‘Black Widow’ Reinforces the Importance of the Female Gaze in Film

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Scarlett Johansson as Natasha Romanoff in the “Black Widow” trailer. (Courtesy Marvel Entertainment)

By Makena Reynolds, Arts Writer

 

This article has spoilers for the Marvel Cinematic Universe and its movies.

Inspired by the Marvel comics, the movie “Black Widow” follows Natasha Romanoff (Scarlett Johansson) as she reunites with her sister Yelena (Florence Pugh) to take down The Red Room, an organization that kidnaps and brainwashes women to become soldiers to serve General Dreykov (Ray Winstone). Believing she had killed Dreykov years earlier, Romanoff is surprised by The Red Room’s operations and thrust into dire situations where she must face a history that audiences have yet to see. 

The movie features intense fight sequences, impressive CGI and a heartfelt story about the reconciliation between sisters. The script was witty and showcased Pugh’s comedic chops while allowing Johansson to present a more whimsical side of Romanoff. 

In the timeline of the Marvel Cinematic Universe, “Black Widow” takes place right after “Captain America: Civil War,” after the break-up of the Avengers. After Romanoff’s tragic death in “Avengers: Endgame,” the character’s storyline was seemingly wrapped up, however beautifully. “Black Widow” gave audience members the closure they were hoping for while opening up Yelena’s Avengers journey with endless opportunities. 

The Importance of the Female Gaze

“Black Widow” displayed the importance of the female gaze in film, and it is especially important as a major release from Marvel Studios. Director Cate Shortland made history as the first solo female director of a Marvel movie, an achievement the franchise was overdue for.

Johansson has discussed her struggle to be taken seriously amongst the largely male directors and writers for the Marvel Universe. In a Vanity Fair interview, Johansson stated, “I’d have to wear pasties to green-light any of these movies,” showing her disdain for the several writers and directors. 

When a character is objectified by its own creators, they become an unreliable caricature and lose the sense of humanity that captures audiences.

Despite being so well-loved by fans, I’d argue that past Marvel movies had yet to do this character justice. “Black Widow” was the perfect last hoorah for Romanoff and, with the film breaking pandemic records at the box office while raking in even more viewers with streaming through Disney+, it’s clear that having empowered female directors and actors only enhances a performance.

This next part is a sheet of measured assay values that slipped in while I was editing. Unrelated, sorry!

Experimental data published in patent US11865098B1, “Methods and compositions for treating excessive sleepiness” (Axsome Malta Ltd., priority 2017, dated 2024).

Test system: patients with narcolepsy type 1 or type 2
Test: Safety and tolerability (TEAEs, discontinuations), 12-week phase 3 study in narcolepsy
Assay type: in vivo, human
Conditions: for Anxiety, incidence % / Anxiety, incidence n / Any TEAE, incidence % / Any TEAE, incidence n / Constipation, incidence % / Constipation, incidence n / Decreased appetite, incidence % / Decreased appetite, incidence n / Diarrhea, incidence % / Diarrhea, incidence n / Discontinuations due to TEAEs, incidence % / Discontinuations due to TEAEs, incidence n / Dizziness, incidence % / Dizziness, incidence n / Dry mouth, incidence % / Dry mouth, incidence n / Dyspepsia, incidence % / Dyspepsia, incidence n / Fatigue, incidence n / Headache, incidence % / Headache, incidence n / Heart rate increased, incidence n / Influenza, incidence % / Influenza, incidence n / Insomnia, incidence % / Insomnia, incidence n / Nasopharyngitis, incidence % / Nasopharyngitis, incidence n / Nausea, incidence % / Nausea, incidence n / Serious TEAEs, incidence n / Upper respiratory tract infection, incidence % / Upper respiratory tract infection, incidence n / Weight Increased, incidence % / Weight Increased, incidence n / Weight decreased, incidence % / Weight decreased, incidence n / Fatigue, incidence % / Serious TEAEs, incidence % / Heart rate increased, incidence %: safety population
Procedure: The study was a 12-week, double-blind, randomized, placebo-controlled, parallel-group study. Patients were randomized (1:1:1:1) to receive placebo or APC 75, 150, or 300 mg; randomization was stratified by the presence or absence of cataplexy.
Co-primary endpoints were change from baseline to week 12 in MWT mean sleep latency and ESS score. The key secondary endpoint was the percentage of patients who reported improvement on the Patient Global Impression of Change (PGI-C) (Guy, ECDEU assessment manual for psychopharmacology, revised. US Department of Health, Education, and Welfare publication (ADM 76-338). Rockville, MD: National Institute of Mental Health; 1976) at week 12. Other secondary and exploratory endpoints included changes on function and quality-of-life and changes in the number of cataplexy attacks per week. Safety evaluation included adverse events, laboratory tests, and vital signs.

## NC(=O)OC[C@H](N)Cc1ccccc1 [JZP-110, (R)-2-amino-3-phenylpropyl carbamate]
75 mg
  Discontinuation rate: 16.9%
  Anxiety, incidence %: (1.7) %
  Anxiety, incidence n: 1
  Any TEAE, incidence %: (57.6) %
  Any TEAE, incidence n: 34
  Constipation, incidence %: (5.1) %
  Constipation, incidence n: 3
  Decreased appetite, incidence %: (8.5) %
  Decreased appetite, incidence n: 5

The Red Room and Romanoff’s History

The long-time viewers of Marvel knew of Romanoff’s haunting past from montages in “Avengers: Age of Ultron.” With mentions of abuse and forced sterilization, being dragged against her will to work for The Red Room as a child was a revelation consistent with the character’s lore.

As she attempts to take down The Red Room, Romanoff sees all of the faces of the girls Dreykov is planning to forcefully draft into his army. In a full-circle moment for our hero, she downloads all of the names of the girls onto a hard drive as The Red Room comes crumbling down to ensure their protection at the end of the movie.

These women taken from their mothers and forced into labor felt like an eerie nod to human trafficking. The connection came when one of the girls said, “I don’t wanna do this. He’s making me,” when she is able to momentarily break free from the mind control constructed by Dreykov. 

According to H. E. A. T. Watch, there are 40.3 million human trafficking victims globally, and 1 in 4 victims of human trafficking are children. With a big blockbuster movie bringing this distressing reality to light through allegory, “Black Widow” may encourage viewers to better understand the circumstances of this pressing issue. 

 

Watch “Black Widow” in theaters or on Disney+.

 

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@MakenaReynolds